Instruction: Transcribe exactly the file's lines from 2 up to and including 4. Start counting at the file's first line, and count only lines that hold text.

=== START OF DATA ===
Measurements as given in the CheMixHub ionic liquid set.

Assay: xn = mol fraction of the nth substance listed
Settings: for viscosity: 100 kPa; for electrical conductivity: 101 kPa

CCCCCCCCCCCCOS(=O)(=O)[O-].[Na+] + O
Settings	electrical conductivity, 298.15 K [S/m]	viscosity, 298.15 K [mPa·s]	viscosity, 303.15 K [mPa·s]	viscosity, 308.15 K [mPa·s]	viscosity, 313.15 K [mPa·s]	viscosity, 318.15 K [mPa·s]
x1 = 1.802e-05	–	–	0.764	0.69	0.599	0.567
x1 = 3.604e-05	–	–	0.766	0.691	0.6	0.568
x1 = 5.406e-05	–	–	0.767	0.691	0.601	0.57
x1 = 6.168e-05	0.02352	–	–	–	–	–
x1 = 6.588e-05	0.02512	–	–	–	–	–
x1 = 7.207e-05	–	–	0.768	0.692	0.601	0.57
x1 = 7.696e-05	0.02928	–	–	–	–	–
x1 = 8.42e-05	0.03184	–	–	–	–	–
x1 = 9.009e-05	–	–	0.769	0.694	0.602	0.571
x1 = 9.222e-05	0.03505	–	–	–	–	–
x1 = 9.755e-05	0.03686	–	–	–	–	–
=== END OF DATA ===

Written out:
Assay: xn = mol fraction of the nth substance listed
Settings: for viscosity: 100 kPa; for electrical conductivity: 101 kPa

CCCCCCCCCCCCOS(=O)(=O)[O-].[Na+] + O